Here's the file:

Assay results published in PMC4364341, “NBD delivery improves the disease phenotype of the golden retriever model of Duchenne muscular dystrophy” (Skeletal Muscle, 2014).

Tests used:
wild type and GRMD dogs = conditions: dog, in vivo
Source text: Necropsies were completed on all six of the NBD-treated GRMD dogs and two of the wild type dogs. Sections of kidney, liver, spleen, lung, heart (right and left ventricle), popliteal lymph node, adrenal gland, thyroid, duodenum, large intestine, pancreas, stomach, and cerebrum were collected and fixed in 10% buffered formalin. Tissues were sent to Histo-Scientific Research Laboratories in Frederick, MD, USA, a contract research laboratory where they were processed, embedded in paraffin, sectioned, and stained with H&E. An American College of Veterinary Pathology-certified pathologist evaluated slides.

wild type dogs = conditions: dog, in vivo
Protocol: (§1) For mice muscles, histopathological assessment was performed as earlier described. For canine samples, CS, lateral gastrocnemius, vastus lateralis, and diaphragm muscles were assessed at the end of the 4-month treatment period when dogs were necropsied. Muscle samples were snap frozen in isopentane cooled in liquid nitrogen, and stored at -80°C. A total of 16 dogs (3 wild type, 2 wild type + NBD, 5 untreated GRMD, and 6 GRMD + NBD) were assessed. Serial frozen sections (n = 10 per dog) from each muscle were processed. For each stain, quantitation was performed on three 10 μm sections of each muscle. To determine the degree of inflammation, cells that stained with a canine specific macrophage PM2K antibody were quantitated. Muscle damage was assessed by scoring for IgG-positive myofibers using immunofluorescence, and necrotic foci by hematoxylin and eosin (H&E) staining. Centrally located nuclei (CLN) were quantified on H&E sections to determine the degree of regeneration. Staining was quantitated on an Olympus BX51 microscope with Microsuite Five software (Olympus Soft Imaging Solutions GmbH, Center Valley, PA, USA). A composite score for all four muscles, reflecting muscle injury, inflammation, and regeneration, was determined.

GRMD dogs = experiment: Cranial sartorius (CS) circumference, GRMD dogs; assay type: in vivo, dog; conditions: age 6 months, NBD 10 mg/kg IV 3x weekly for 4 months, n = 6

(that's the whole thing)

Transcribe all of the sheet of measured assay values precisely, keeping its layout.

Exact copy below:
Assay results published in PMC4364341, “NBD delivery improves the disease phenotype of the golden retriever model of Duchenne muscular dystrophy” (Skeletal Muscle, 2014).

Tests used:
wild type and GRMD dogs = conditions: dog, in vivo
Source text: Necropsies were completed on all six of the NBD-treated GRMD dogs and two of the wild type dogs. Sections of kidney, liver, spleen, lung, heart (right and left ventricle), popliteal lymph node, adrenal gland, thyroid, duodenum, large intestine, pancreas, stomach, and cerebrum were collected and fixed in 10% buffered formalin. Tissues were sent to Histo-Scientific Research Laboratories in Frederick, MD, USA, a contract research laboratory where they were processed, embedded in paraffin, sectioned, and stained with H&E. An American College of Veterinary Pathology-certified pathologist evaluated slides.

wild type dogs = conditions: dog, in vivo
Protocol: (§1) For mice muscles, histopathological assessment was performed as earlier described. For canine samples, CS, lateral gastrocnemius, vastus lateralis, and diaphragm muscles were assessed at the end of the 4-month treatment period when dogs were necropsied. Muscle samples were snap frozen in isopentane cooled in liquid nitrogen, and stored at -80°C. A total of 16 dogs (3 wild type, 2 wild type + NBD, 5 untreated GRMD, and 6 GRMD + NBD) were assessed. Serial frozen sections (n = 10 per dog) from each muscle were processed. For each stain, quantitation was performed on three 10 μm sections of each muscle. To determine the degree of inflammation, cells that stained with a canine specific macrophage PM2K antibody were quantitated. Muscle damage was assessed by scoring for IgG-positive myofibers using immunofluorescence, and necrotic foci by hematoxylin and eosin (H&E) staining. Centrally located nuclei (CLN) were quantified on H&E sections to determine the degree of regeneration. Staining was quantitated on an Olympus BX51 microscope with Microsuite Five software (Olympus Soft Imaging Solutions GmbH, Center Valley, PA, USA). A composite score for all four muscles, reflecting muscle injury, inflammation, and regeneration, was determined.

GRMD dogs = experiment: Cranial sartorius (CS) circumference, GRMD dogs; assay type: in vivo, dog; conditions: age 6 months, NBD 10 mg/kg IV 3x weekly for 4 months, n = 6